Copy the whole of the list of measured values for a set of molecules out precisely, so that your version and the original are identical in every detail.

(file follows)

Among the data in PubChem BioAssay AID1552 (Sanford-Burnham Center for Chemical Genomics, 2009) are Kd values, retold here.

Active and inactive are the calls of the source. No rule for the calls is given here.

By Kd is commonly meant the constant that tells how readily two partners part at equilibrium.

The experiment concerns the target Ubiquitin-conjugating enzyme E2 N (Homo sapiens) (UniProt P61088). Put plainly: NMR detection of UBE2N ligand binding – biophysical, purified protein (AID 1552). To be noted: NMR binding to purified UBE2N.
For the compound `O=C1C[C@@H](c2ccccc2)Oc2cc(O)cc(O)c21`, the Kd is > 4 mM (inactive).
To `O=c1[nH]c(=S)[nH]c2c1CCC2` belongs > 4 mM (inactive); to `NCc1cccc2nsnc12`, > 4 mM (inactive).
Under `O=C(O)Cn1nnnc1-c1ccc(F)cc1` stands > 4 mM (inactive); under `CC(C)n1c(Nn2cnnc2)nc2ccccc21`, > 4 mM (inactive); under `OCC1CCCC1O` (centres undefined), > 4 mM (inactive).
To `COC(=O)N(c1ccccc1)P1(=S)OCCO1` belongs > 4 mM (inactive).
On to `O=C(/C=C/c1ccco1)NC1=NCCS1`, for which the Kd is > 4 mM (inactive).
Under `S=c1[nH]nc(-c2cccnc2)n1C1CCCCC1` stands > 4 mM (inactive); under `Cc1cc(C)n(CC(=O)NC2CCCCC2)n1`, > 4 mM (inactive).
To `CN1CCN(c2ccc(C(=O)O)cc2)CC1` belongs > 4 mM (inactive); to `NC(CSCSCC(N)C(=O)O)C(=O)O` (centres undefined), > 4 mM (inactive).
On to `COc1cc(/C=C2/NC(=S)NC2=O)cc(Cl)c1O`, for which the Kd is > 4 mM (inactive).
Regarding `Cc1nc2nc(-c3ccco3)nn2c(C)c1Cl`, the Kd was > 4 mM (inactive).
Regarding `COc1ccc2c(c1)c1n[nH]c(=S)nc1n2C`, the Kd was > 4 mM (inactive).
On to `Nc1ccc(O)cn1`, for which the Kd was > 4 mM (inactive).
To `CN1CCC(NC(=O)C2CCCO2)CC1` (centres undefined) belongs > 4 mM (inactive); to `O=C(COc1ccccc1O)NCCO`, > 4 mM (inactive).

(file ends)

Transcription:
Among the data in PubChem BioAssay AID1552 (Sanford-Burnham Center for Chemical Genomics, 2009) are Kd values, retold here.

Active and inactive are the calls of the source. No rule for the calls is given here.

By Kd is commonly meant the constant that tells how readily two partners part at equilibrium.

The experiment concerns the target Ubiquitin-conjugating enzyme E2 N (Homo sapiens) (UniProt P61088). Put plainly: NMR detection of UBE2N ligand binding – biophysical, purified protein (AID 1552). To be noted: NMR binding to purified UBE2N.
For the compound `O=C1C[C@@H](c2ccccc2)Oc2cc(O)cc(O)c21`, the Kd is > 4 mM (inactive).
To `O=c1[nH]c(=S)[nH]c2c1CCC2` belongs > 4 mM (inactive); to `NCc1cccc2nsnc12`, > 4 mM (inactive).
Under `O=C(O)Cn1nnnc1-c1ccc(F)cc1` stands > 4 mM (inactive); under `CC(C)n1c(Nn2cnnc2)nc2ccccc21`, > 4 mM (inactive); under `OCC1CCCC1O` (centres undefined), > 4 mM (inactive).
To `COC(=O)N(c1ccccc1)P1(=S)OCCO1` belongs > 4 mM (inactive).
On to `O=C(/C=C/c1ccco1)NC1=NCCS1`, for which the Kd is > 4 mM (inactive).
Under `S=c1[nH]nc(-c2cccnc2)n1C1CCCCC1` stands > 4 mM (inactive); under `Cc1cc(C)n(CC(=O)NC2CCCCC2)n1`, > 4 mM (inactive).
To `CN1CCN(c2ccc(C(=O)O)cc2)CC1` belongs > 4 mM (inactive); to `NC(CSCSCC(N)C(=O)O)C(=O)O` (centres undefined), > 4 mM (inactive).
On to `COc1cc(/C=C2/NC(=S)NC2=O)cc(Cl)c1O`, for which the Kd is > 4 mM (inactive).
Regarding `Cc1nc2nc(-c3ccco3)nn2c(C)c1Cl`, the Kd was > 4 mM (inactive).
Regarding `COc1ccc2c(c1)c1n[nH]c(=S)nc1n2C`, the Kd was > 4 mM (inactive).
On to `Nc1ccc(O)cn1`, for which the Kd was > 4 mM (inactive).
To `CN1CCC(NC(=O)C2CCCO2)CC1` (centres undefined) belongs > 4 mM (inactive); to `O=C(COc1ccccc1O)NCCO`, > 4 mM (inactive).